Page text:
She spends about a half hour every morning working on her own belly, and the better part of an hour doing Chi Kung. The Six Conditions for Healing Healing happens, according to Marin, when the body is given permission to transform the stifled energy which it has been using to protect a person from feeling into a surge of energy that heals them.
Clients feel safe physically, mentally and emotionally, and are properly supported, validated and respected for their feelings. Clients relax deeply, feel nurtured and remain present where the healing is happening, no matter how uncomfortable they feel. In other words, they stop thinking, as thinking takes people out of the present, and the present is where healing happens.
Clients get permission to recognize and validate their feelings. Increased awareness can be scary and sometimes very painful. They must know someone understands so they are able to stay with the process. Clients feel the importance and sacredness of the moment; that everything they feel is important. This is where the energy that has been used to hold the charge gets freed and turned into healing energy.
Clients are open to the surge of increased chi and surrender to the power within. The page has been turned. This is the place of acceptance where healing has occurred. Detoxing and the Growing Edge While conscious breathing and connecting with the emotions that churn in the belly are the main keys to healing with Chi Nei Tsang, detoxing and lymph stimulation are also important parts of the work.
She is clothed, with only the area between the ribs and lower abdomen exposed. It forced me to really feel and connect with a deeper level of my being. I could feel releases, and when I got up from the table, my back felt free and loose. Something must change. Blood and lymph circulation improves and so does digestion. Nutrients that are stored in the skin are more efficiently utilized, as well.
He adds that Chi Nei Tsang often alleviates back pain, commonly the result of accumulated abdominal pressure on the nerves coming out of the spine, since the massage relieves abdominal pressure. These benefits have made this Taoist form of bodywork the most requested kind at Miraval, a leading health resort in Tucson, Ariz. Many massage therapists are taking courses offered by the Chi Nei Tsang Institute in Berkeley and other areas of the country.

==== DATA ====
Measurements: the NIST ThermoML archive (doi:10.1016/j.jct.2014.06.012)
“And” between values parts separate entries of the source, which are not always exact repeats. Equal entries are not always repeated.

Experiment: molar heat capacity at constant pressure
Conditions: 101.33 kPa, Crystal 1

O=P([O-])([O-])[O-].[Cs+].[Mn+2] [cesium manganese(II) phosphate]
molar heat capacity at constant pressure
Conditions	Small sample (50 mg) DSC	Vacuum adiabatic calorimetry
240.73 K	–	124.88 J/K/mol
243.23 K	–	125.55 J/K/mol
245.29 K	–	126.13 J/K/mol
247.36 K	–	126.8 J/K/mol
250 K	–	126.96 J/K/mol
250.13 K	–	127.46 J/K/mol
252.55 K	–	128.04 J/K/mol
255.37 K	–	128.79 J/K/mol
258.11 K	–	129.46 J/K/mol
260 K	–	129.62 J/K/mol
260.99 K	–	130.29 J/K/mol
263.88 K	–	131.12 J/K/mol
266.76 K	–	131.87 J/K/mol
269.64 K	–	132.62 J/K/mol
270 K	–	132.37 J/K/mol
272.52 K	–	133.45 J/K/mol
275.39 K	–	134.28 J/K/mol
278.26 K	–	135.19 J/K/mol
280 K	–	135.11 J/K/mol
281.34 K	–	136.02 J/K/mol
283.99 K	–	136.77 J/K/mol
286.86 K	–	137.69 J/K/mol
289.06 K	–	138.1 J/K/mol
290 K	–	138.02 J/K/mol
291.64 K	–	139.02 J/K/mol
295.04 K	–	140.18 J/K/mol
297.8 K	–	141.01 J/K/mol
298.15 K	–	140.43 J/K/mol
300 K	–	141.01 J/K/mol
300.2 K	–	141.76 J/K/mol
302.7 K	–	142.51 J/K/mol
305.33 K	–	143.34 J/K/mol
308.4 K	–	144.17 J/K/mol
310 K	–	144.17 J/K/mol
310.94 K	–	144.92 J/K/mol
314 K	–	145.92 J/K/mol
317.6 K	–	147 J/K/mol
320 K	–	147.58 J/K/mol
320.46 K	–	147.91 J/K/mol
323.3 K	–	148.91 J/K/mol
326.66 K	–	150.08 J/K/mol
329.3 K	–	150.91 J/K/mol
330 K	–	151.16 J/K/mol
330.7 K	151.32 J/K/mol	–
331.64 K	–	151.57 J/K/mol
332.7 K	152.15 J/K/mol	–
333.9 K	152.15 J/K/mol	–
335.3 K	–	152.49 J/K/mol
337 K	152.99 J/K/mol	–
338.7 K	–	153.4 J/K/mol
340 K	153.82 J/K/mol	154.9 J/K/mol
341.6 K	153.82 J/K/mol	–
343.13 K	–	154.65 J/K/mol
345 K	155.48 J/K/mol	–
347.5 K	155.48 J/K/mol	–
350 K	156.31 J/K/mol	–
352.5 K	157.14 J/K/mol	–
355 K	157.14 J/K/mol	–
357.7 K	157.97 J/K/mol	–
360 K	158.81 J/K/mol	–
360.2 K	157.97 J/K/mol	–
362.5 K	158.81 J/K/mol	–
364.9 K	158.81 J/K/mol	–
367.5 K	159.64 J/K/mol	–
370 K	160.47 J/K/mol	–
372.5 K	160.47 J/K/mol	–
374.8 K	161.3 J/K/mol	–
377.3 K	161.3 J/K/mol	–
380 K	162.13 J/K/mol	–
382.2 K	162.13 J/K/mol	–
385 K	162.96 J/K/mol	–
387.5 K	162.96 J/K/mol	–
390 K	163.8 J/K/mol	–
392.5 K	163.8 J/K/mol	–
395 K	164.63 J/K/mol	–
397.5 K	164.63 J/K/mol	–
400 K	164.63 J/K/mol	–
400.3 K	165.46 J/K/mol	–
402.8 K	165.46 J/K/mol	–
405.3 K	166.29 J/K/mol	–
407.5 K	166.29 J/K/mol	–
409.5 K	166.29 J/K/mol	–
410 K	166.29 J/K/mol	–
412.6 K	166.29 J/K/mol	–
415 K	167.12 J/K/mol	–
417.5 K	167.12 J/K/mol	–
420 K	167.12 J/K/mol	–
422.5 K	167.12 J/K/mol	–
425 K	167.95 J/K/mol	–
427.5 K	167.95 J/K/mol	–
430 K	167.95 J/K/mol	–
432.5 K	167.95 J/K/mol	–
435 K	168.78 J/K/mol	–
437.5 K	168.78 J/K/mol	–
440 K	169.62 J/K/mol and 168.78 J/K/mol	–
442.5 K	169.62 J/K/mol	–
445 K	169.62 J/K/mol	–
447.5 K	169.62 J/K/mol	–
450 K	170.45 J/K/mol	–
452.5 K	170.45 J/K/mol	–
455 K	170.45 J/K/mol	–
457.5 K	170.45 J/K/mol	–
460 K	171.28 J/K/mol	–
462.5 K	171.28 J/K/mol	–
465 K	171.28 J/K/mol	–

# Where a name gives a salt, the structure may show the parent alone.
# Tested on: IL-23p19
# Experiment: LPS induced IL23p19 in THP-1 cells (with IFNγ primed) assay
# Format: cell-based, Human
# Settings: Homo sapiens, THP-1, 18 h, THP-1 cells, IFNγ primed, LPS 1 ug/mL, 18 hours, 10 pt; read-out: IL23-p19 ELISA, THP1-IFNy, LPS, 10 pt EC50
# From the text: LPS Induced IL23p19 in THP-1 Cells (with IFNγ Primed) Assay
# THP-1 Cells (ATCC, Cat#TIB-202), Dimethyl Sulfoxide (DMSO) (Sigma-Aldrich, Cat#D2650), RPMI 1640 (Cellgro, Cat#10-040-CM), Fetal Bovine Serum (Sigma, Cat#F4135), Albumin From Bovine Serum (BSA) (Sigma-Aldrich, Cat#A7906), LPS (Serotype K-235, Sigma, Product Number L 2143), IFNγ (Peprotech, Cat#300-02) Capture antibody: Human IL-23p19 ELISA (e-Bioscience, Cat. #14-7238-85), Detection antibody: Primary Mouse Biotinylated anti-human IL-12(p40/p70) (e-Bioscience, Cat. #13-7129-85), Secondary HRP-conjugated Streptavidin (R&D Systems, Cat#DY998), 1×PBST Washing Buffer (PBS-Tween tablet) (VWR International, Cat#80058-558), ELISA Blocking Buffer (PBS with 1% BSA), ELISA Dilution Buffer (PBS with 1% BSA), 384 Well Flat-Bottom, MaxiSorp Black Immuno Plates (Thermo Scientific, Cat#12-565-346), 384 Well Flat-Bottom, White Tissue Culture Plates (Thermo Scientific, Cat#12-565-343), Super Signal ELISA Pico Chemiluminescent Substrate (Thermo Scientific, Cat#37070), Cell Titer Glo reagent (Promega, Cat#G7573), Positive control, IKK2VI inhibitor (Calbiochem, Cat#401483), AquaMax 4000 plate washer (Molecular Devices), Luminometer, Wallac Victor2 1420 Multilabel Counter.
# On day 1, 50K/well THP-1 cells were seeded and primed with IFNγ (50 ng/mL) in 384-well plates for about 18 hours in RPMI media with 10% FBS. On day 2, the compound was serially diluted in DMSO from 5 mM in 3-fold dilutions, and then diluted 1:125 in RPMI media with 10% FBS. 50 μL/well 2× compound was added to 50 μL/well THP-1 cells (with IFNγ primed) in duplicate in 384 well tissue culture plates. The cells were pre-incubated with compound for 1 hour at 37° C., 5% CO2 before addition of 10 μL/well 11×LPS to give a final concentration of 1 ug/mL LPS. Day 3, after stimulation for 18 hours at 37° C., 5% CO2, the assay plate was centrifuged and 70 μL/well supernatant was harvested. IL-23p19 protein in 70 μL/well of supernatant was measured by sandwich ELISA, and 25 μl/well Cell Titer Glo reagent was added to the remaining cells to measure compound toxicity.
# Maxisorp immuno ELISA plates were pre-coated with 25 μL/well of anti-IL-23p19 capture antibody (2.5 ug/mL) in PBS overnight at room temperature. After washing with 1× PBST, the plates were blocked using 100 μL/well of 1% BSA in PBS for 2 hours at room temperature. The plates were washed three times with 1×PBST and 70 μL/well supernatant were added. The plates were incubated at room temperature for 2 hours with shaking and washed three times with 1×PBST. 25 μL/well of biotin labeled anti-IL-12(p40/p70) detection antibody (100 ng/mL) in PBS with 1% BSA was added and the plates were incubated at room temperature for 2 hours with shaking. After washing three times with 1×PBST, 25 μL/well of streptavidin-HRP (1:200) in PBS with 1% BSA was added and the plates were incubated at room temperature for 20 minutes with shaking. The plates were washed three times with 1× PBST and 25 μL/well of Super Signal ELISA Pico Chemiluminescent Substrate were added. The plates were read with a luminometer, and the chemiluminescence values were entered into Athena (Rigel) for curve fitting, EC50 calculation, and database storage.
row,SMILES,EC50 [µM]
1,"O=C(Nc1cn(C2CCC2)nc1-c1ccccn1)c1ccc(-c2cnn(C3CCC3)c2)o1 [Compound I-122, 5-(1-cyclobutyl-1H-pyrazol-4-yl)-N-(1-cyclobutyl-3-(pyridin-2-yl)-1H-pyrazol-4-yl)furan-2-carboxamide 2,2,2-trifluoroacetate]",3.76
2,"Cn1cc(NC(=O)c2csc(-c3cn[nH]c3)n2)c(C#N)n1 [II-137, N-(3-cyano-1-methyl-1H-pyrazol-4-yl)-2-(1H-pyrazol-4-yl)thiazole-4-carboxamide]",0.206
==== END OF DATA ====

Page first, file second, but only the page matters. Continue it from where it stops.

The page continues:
Some people learn Chi Nei Tsang simply to use the breathing techniques and meditation for their own well-being. Could Chi Nei Tsang someday be recommended as standard treatment for chronic digestive complaints such as irritable bowel syndrome? Steve Goldschmid, M. I think people with this disorder would respond very well to a therapy which involves intimate touch.
To reach the Chi Nei Tsang Institute, visit www. Jill Ruttenberg is a writer, herbalist, massage therapist and yoga instructor who lives in Tucson, Ariz.
Chi Nei Tsang
It has long been a tenet of natural health practitioners that good health depends on a correctly functioning digestive system. Research also tells us good digestion has an emotional component and that many disorders of the internal organs are exacerbated by stress. Why is it, then, that we pay more attention to massaging the back, neck and limbs than we do to the very core of where our emotions are processed — the belly? A charge is internal pressure that can manifest in many ways — pain, nervous tension or even high blood pressure. Some charges, Marin says, never really get digested, because they are too shocking and the body wants to protect you from feeling them.
Chi Nei Tsang: A Detoxifying Massage for Emotional Release
We are very pleased to offer you the original teachings of Taoist Master, Mantak Chia as presented to some of the most famous Chi Nei Tsang practitioners and instructors around the world. What is CNT? It blends Chinese and Thai massage and meditation techniques, making it truly different from any other healing modality. How does it work? These systems concentrate and cross paths in the abdomen, which acts as their control center.